I have been in homes where the man, the husband understands his wife's role. He understands his wife's role is to submit, that's his life verse. He has verse 22 underlined, memorized, and highlighted. He knows it in the Greek. He knows it in all the different translations. Submit to your husband. That's their life verse.

The trouble is some of these men have not figured out their own role of submission. Now here's what I want you to see. Verse 21 is a transitional verse-- meaning a principle is stated in that verse and then four examples are given of that one principle. Principle-- submitting to one another. Then here's the example of submission for wives. They submit to the head of their home, like the church says to Christ-- husband's role of submission, love your wife like Christ loved the church. Child's role of submission, obey your parents. Father's role of submission-- train up your child, don't exasperate him, do it in the fear of God.

All of those are out-working illustrations of that one principle stated in verse 21. So submission isn't just for wives, but husbands, and children, and parents. Now I'm looking at some men who are kind of giving me the staredown and the hairy eyeball.

What do you mean? You're telling me that as a husband, I'm to submit to my wife? Yes, in this sense. Please look at what verse 25 says to us husbands. "Husbands, love your wives just as Christ loved the church." Would you agree that there is no greater act of submission ever than Jesus leaving heaven and dying on a cross for our sins in obedience to his father and love for the church?

So to be willing to lay down your life for another person is an incredible act of submission. Doesn't mean the husband stops being the leader of the home. It simply means he gets underneath his wife to help bear the load that she carries. And that is as Christ loved the church. So that's his role of submission.

I've always loved the story about the captain who is out to sea on his ship-- large ship-- and he sees in the distance, as night comes down, another light. And he's getting closer and closer to that whatever it is-- that ship. So he sends out a signal telling that light, alter your course 10 degrees north. Back comes a signal-- alter your course 10 degrees south.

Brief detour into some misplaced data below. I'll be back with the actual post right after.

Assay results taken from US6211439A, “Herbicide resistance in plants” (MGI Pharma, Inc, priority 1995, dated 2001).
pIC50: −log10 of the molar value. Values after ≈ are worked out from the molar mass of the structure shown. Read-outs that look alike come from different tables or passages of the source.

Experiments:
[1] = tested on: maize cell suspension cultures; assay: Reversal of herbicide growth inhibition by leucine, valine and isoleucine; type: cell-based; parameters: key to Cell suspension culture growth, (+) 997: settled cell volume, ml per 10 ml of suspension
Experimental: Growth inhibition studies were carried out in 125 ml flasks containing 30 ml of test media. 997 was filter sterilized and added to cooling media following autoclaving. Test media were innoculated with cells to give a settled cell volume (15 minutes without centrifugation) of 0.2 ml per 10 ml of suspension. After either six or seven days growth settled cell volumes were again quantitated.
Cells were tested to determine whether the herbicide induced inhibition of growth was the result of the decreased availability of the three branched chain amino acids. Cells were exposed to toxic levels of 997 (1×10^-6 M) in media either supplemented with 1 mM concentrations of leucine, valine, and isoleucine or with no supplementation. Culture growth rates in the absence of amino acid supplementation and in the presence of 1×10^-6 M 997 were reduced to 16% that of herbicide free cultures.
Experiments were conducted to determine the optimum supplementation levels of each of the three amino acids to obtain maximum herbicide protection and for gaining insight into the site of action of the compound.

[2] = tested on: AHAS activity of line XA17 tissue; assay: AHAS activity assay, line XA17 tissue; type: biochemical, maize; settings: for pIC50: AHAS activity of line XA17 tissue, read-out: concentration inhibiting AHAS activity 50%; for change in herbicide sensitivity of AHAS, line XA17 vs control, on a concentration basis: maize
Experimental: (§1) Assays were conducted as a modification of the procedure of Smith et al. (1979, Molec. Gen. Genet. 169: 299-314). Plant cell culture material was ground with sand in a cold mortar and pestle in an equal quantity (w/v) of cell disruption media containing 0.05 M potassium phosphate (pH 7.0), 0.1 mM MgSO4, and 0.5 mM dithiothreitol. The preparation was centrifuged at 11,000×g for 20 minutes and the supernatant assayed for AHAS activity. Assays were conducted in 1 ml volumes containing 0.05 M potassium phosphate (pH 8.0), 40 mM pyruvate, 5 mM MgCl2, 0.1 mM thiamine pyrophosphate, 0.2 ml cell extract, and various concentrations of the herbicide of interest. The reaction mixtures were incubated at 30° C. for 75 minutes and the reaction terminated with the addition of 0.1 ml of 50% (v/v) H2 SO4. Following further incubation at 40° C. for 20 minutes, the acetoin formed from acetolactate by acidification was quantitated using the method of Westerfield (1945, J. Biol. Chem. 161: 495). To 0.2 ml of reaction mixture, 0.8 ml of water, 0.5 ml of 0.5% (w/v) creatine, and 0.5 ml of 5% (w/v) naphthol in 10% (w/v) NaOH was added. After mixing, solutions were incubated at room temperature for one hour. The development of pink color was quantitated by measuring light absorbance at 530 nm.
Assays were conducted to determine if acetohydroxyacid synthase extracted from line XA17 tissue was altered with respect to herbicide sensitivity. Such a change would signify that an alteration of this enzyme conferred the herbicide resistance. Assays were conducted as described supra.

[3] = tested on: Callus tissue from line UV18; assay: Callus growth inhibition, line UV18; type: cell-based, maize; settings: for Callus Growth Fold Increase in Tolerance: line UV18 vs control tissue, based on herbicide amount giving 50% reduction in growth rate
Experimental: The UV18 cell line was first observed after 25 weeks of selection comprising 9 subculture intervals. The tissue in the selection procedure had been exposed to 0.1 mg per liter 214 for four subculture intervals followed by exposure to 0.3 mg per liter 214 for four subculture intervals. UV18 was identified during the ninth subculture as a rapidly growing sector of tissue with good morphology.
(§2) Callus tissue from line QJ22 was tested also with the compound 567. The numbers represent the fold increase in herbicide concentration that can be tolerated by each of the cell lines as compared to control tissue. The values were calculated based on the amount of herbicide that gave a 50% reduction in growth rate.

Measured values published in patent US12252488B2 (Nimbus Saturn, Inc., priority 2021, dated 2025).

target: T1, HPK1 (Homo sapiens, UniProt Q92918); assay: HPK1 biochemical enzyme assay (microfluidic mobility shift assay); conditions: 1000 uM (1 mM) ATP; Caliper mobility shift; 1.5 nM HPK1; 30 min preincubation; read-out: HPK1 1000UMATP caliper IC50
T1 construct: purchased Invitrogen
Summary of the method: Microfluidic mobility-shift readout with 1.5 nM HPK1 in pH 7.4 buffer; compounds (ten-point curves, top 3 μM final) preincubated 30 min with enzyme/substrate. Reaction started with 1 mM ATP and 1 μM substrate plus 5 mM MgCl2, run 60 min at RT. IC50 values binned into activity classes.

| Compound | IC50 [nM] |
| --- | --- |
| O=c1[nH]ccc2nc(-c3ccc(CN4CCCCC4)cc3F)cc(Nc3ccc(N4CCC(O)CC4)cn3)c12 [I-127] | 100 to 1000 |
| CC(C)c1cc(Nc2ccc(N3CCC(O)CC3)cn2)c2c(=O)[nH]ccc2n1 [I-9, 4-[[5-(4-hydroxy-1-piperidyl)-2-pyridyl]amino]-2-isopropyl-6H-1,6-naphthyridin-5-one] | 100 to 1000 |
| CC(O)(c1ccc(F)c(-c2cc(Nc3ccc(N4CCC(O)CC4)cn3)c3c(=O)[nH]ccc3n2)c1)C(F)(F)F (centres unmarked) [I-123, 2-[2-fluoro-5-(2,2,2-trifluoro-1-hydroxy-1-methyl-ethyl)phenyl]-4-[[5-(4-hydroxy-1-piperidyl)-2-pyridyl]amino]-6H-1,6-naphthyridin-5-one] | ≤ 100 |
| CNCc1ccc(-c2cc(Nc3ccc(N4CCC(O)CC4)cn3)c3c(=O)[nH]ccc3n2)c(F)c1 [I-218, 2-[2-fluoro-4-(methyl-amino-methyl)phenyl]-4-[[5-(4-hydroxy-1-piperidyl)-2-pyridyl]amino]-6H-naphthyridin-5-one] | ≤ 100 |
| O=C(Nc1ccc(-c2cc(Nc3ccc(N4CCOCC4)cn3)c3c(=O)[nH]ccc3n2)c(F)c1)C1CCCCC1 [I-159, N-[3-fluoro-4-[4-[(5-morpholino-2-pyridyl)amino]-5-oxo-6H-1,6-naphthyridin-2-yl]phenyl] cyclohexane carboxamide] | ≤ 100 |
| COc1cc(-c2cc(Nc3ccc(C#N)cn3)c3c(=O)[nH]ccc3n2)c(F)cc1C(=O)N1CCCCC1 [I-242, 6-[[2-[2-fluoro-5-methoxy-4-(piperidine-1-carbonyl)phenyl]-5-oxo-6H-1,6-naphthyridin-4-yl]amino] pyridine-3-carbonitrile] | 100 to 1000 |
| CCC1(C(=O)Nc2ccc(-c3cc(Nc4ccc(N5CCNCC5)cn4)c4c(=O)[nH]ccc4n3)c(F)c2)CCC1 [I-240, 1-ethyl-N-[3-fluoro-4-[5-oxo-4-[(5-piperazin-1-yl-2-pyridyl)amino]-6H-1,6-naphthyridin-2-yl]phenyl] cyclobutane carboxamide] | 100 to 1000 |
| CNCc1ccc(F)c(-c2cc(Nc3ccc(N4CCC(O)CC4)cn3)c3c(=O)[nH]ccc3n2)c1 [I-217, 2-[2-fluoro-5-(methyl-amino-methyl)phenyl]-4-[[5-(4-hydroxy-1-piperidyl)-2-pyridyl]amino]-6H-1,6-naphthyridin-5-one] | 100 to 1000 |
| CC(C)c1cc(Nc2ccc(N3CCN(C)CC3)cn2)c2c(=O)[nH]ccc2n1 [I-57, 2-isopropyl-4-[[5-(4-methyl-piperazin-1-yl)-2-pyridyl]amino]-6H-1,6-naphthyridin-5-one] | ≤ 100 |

Captain didn't like that. He says, signal them again. Alter your course 10 degrees north. I'm a captain. Back comes the reply-- no, alter your course 10 degrees south, I'm a seaman third class. Well, now the captain is really mad because some underling just gave him those orders. So he says, signal back-- alter your course, I'm a battleship. Back came the reply-- alter your course, I'm a lighthouse.

Yeah, that little piece of land isn't going to move at all. You better alter your course. So the best way to avoid a collision in your marriage is to alter your course. Just alter it a little bit. Just take it a few degrees. Take it down a few notches. If you want to stop a collision, the answer is mutual submission. Submitting to one another in the fear of God. Wives to your own husbands.

Oh, by the way, in verse 22-- I want you to just look at it really briefly-- it says, wives-- second word is what? You can say it out loud, it's all right-- submit. Wives, submit. Here's something that might surprise you. That word submit is not in the Greek language.

Now I read this in a commentary so I went to the Greek New Testament to read it for myself. And they were right, it doesn't appear. It's implied so it's inserted in English so we would understand the sense of it, but it's not included at all in the Greek manuscript. It just simply says wives, to your own husbands. It's blank. Why? Because it's implied.